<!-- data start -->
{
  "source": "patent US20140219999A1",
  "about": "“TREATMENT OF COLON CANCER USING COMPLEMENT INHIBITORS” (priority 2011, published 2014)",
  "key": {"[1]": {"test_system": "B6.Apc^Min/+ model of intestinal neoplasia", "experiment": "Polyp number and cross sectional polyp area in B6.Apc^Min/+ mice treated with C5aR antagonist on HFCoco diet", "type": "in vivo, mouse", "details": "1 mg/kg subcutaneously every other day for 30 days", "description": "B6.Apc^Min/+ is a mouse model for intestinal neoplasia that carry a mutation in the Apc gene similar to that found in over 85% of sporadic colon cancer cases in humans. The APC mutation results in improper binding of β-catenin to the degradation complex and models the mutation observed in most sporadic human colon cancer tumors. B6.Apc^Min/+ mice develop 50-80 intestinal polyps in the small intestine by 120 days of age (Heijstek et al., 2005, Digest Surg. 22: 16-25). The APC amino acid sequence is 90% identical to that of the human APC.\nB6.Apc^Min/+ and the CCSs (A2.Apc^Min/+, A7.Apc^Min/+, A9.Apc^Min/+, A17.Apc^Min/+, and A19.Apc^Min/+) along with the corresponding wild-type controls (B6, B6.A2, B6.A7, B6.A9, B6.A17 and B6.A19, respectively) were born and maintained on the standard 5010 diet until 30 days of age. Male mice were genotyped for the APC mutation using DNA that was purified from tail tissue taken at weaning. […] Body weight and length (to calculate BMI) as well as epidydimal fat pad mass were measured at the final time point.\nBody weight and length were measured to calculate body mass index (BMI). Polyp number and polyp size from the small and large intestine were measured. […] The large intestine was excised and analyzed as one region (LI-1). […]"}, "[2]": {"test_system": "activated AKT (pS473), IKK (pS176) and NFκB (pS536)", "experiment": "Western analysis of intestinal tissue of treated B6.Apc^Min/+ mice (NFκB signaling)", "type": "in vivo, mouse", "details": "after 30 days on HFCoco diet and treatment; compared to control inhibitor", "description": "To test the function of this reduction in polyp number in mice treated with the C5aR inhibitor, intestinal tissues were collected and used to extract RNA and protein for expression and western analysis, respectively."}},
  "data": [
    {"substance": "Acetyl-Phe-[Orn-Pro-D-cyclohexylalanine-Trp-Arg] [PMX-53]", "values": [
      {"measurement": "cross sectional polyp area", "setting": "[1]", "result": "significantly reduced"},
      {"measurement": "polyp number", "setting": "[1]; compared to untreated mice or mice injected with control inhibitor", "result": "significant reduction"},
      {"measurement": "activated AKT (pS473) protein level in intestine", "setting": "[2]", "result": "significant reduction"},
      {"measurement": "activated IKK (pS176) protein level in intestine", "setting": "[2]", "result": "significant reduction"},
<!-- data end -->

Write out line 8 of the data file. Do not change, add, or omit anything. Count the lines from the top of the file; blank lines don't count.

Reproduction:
      {"measurement": "polyp number", "setting": "[1]; compared to untreated mice or mice injected with control inhibitor", "result": "significant reduction"},